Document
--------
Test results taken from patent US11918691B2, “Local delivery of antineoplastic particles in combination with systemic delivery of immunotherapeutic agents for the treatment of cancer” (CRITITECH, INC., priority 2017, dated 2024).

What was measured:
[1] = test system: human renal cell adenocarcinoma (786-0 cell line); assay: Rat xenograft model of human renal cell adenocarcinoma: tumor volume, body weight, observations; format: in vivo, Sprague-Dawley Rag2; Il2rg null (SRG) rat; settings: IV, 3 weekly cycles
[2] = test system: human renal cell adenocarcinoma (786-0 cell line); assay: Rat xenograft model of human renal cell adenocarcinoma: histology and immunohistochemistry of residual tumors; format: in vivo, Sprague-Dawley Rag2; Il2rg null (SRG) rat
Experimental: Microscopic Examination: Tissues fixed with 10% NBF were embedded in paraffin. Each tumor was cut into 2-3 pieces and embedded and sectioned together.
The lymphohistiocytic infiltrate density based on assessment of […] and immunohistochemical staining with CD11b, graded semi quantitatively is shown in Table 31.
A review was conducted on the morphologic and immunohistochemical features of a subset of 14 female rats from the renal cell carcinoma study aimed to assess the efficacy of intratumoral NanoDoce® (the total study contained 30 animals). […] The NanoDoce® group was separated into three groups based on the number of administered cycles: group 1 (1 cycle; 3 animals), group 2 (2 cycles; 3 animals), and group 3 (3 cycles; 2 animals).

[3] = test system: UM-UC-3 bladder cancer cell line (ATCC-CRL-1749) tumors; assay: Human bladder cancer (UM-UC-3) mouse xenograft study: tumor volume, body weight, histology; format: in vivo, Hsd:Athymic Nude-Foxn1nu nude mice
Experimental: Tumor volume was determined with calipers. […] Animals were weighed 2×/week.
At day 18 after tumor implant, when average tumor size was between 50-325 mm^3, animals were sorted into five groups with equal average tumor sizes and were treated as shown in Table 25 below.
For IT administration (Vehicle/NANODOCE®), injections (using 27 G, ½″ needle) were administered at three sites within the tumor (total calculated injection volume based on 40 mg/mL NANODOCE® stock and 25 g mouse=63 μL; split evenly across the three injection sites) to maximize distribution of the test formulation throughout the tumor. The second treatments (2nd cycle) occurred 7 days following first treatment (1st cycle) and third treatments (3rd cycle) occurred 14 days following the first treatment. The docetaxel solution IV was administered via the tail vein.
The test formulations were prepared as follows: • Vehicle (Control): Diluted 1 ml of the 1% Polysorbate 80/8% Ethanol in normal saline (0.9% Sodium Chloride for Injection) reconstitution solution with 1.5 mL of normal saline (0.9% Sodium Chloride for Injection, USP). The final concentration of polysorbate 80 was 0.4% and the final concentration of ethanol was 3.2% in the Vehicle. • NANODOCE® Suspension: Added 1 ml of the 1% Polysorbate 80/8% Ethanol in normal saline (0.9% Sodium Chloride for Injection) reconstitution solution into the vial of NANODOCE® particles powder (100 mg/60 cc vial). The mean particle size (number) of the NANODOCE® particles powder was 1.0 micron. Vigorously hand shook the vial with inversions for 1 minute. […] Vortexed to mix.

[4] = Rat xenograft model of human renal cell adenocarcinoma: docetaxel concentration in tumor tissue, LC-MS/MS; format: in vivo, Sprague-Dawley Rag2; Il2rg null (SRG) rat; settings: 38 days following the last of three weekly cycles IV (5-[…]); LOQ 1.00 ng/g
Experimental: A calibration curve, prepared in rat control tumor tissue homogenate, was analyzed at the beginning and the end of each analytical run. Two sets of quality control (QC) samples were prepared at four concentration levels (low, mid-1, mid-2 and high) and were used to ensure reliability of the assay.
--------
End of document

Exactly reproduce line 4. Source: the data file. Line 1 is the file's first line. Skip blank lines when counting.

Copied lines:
[2] = test system: human renal cell adenocarcinoma (786-0 cell line); assay: Rat xenograft model of human renal cell adenocarcinoma: histology and immunohistochemistry of residual tumors; format: in vivo, Sprague-Dawley Rag2; Il2rg null (SRG) rat